I’m really not sure who does the cleaning up of old pens, I’ve heard of a few people but honestly no one that I know well enough to want to recommend. It may be worth posing a question on the Fountain Pen Network there are a lot of helpful folks there and they can point you in the right direction.

I’m not sure if you’re the right person to ask, but so far you’ve come up with the best answers to any of my pen related questions, so I figured it couldn’t hurt. I recently came into possession of a 1948 Parker 51 Demi. I took it to a local pen shop here and the guy couldn’t get it to write. But I pretty much expected that, I took it in mostly to identify it and figure out just exactly how it was supposed to fill. He suggested I give it a good flush. It sort of worked after that, but I still didn’t think it was working right. I’m assuming it has an EF nib on it, because it writes with a finer line than anything I’ve ever used before, but the flow just seems off and it skips a lot. So I sent it off to a guy who has repaired a couple of modern Watermans for me, He claimed to refurbish the filling system. Again it worked for like a day and then stopped.

It boils down to the fact that I know next to nothing about vintage pens. And I’m not sure if my expectations are a bit unrealistic as I’m comparing something from 1948 to my modern pens, or if there’s still something wrong with it. Do you know of any way I could try to diagnose it myself or of anyone that I could send it to to attempt to figure out if its a lost cause or not? Any help would be greatly appreciated.

Also, I’m looking into stub nibs. A few years back I was working on some calligraphy for a friend and wound up with the Lamy Joy 3 piece set. I find the 1.1 and 1.9 almost impossible to write with, but the 1.5 a pleasure. I think that (based on the 1.5 and my prior experience with Lamy) something wasn’t quite right about the set I got (that came cheap, and a little beat up from a third party) and before I write them off completely I’d like to try some other stub nibs for comparison. Any suggestions between the TWSBI or the Montverte? I’m really tempted to just buy the Goulet nibs in the stub sizes, but I’m not really interested in more Noodler’s pen smell….maybe if I burned a konrad/ahab before i switched the nibs…..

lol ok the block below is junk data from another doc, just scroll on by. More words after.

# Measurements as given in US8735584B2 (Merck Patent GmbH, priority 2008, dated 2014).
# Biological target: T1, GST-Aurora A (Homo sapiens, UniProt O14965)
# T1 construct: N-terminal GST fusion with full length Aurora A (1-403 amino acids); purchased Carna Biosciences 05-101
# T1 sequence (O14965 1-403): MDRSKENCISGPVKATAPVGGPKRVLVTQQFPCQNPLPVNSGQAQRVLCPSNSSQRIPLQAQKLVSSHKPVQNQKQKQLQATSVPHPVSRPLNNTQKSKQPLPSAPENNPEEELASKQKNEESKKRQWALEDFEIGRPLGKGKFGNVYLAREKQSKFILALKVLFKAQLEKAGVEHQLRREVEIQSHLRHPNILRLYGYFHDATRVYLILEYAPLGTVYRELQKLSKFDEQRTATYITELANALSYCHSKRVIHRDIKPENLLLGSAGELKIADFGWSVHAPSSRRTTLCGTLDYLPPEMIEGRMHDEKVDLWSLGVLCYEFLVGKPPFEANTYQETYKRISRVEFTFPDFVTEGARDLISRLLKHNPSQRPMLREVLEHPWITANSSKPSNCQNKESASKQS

Flushing a pen like that is always a good first step. You want to make sure you do it really well, because if there’s any old dried ink up in there, it can really impede your ink flow. You may even need to resort to filling the pen with flush and letting it sit in there for a day or two, to really break down the gunk in there. I’m afraid I don’t know much about vintage pens myself, and there’s nothing glaringly obvious about your pen that I can think of besides making sure it’s clean. Is it writing scratchy at all? Perhaps the nib was damaged or mishandled before it came to you. You might be able to see it if the damage is obvious, but likely you’d need to send it to a professional, sorry to say. 

For stub nibs, I don’t want you to write off 1.1 and 1.9 nibs just because of your Lamy set, especially because you got it second-hand. Lamy nibs are usually good, as are TWSBI and Monteverde. The advantage of TWSBI over Monteverde is they have a 1.1 and 1.5, whereas Monteverde only has a 1.1. They’re similar, but a little bit different in that the TWSBI nibs are just a little springy, and the MV nibs are pretty stiff. My Goulet nibs are also pretty stiff, not that it really matters in terms of writing performance, it’s really just a personal preference thing. I would say that any of these nibs would give you a good experience, so it’ll boil down more to the features of the pen and what’s important to you there that will determine what you should get. 

Thanks for taking the time to read my emails! I’d love to hear what you think in the comments. I’ll be compiling more emails into my next Mailbox Monday post!

Write On,
Brian Goulet

2017-10-11T14:20:24+00:00 July 8th, 2013|Mailbox Monday, Uncategorized|5 Comments
  • snedwos

    To the Lamy Joy person: You may even want to buy new Lamy 1.1 and 1.9 nibs, since they may be a bit problematic. Or switch them onto another feed, since it's the same as all of their pens apart from the 2k, and the problem cold be the feed you're using with them (I have found that my Lamy 1.1 works better on one Safari than on the other.

  • Julie

    To the people with the vintage pens, Ron Zorn of Mainstreet pens rehabs vintage pens. You could sent them to him, or at least e-mail him in regard to the condition of your pens and find out what he has to say. I don't know if he is as good with nibs as with other aspects of the pens, but it wouldn't hurt to ask.

  • Da

    Re cleaning a pen? A recent purchase here (for other uses) was a small home ultrasonic cleaner. After washing out a pen not used for a few months, a 5 minute spell in the ultrasonic cleaner, with washing up liquid, had ink floating out of the pen. I was very impressed. A consideration, especially for old pens needing rejuvenation?

  • Joly

    About the dry nib caused by heat and water evaporation….this might sound strange but…ifg you stop writing for the day put you pen in he upper region of your refrigerator……not the freezer part!
    Really it helps!

  • Leon

    to the lamy joy person: I would definitely recommend a pilot parallel 1.5mm if you like 1.5mms, it has other cool features to it too, and you can find that out yourself